Norwegian abandons long haul as he fights for survival

Norwegian Air Shuttle will abandon its attempt to break into the long-haul air transport market as the low-cost carrier planned to exit bankruptcy protection, but wiping out existing shareholders, drastically reducing debt and raising new ones. capital.

The low-cost airline will focus on short-haul flights in Europe after concluding that its long-haul flights to the United States and Asia are no longer viable as “future demand remains highly uncertain.”

Around 2,000 employees will lose their jobs – 1,100 at Gatwick – as Norwegian subsidiaries employing long-haul staff in the UK, US, Italy and France face bankruptcy.

In November, Norwegian became the most publicized accident of the worst crisis in the aviation industry when it sought creditors’ protection in Ireland after a unfortunate and rapid expansion in the long run, the debt burden is one of the highest among all carriers.

“Our short-haul network has always been the backbone of Norwegian and will form the basis of a future resilient business model,” mentionned chief executive Jacob Schram on Thursday. He was speaking as he presented plans to step down as examiner in Ireland, a reorganization process similar to the Chapter 11 filing in the United States.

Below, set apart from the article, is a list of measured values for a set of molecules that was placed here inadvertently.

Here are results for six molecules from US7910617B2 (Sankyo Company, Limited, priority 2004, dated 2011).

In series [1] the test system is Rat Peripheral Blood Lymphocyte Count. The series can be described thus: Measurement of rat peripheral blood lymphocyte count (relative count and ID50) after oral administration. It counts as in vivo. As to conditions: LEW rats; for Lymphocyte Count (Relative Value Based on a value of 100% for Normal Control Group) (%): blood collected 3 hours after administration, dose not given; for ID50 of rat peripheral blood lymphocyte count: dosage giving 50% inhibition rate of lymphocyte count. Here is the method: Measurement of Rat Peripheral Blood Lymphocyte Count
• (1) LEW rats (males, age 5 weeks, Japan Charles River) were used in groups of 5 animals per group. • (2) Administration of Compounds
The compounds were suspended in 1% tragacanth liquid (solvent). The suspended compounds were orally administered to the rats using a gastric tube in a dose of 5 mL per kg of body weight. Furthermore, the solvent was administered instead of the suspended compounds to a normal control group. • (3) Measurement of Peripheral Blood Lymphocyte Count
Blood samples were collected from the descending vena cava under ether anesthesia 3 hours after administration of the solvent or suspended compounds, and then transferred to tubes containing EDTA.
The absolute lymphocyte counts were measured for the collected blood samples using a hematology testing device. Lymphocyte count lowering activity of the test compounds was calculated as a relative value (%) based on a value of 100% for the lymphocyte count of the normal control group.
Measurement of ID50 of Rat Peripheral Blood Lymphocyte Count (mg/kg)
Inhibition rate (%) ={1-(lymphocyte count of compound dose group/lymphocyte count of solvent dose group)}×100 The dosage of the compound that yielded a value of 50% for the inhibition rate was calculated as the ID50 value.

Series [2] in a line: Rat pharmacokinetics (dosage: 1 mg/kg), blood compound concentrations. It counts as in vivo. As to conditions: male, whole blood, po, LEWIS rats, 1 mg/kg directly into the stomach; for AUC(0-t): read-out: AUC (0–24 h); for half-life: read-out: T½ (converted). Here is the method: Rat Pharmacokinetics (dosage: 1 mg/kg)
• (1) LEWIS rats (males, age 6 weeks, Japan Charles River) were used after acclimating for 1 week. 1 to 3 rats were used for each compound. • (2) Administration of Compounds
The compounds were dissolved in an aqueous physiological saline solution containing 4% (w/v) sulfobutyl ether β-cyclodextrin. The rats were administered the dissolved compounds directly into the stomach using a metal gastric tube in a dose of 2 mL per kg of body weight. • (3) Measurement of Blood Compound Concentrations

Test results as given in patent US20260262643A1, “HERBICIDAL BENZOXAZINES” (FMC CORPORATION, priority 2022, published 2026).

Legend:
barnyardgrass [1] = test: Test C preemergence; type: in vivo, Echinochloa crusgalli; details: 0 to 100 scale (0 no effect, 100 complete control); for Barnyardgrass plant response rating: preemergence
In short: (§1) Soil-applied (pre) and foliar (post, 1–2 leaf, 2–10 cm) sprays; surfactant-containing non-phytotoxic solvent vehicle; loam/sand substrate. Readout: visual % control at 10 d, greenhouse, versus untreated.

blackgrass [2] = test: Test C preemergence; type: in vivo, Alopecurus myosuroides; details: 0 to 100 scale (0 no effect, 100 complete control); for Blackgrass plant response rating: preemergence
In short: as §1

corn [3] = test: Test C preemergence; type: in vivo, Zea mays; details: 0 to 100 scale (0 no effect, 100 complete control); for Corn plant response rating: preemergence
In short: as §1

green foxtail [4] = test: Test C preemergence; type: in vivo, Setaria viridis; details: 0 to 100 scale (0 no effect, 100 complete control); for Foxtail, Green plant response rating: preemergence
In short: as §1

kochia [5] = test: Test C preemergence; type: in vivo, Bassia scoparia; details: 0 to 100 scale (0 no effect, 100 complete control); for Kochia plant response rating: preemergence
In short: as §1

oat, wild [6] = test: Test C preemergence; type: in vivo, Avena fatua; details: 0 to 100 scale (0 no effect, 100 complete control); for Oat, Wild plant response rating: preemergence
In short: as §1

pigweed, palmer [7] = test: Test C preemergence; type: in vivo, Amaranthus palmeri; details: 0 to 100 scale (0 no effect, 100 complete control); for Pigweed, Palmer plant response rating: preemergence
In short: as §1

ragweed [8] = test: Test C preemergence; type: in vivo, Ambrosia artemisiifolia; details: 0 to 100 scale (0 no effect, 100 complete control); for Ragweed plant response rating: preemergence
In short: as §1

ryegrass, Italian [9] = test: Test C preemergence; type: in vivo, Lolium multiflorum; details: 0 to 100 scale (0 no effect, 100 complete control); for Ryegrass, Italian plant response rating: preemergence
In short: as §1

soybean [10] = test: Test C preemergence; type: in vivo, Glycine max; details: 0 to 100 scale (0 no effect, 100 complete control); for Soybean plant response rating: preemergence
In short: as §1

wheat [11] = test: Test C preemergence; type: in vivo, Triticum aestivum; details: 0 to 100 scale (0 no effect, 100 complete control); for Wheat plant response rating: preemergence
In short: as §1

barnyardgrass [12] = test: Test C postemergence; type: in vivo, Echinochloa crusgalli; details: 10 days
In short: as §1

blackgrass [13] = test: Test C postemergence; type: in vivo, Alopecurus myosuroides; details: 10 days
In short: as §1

Mr. Schram warned that existing shareholders would only remain with about 5 percent of the new company, the second time in less than a year, it wiped out its current investor base. Norwegian debt would be reduced from around 48 billion Norwegian kroner ($ 6 billion) at the end of September to around 20 billion Norwegian kroner under the plans, leaving impaired creditors with about a quarter of the equity.

The remaining 70% of the shares would come from NKr 4-5 billion of capital raising through a rights issue to existing shareholders, a private placement and a hybrid instrument.

The airline will again ask the Norwegian government if it will back its bailout after the center-right Oslo administration approved a bailout last spring, but refused to put fresh money in the fall, putting the carrier into bankruptcy. The government appeared more open on Thursday to Norwegian’s new plans, acknowledging they were different from what the carrier offered in November.

Norwegian stressed that its operations will be carried out mainly in Norway and the Nordic countries, or between that region and the rest of Europe. It previously had bases in the UK and Spain for flights to elsewhere in Europe.

Norwegian said she hoped to exit creditor protection in Ireland by the end of March, and said she hoped to fly 50 narrow-body planes this year and 70 next. Its fleet in the third quarter was 140, of which only 25 flew.

“Our aim is to rebuild a strong and profitable Norwegian so that we can save as many jobs as possible,” said Mr Schram. “We do not foresee a pick-up in customer demand in the long-haul sector in the near future, and we will focus on developing our short-haul network upon exiting the reorganization process,” he said. warned that there would be job losses.

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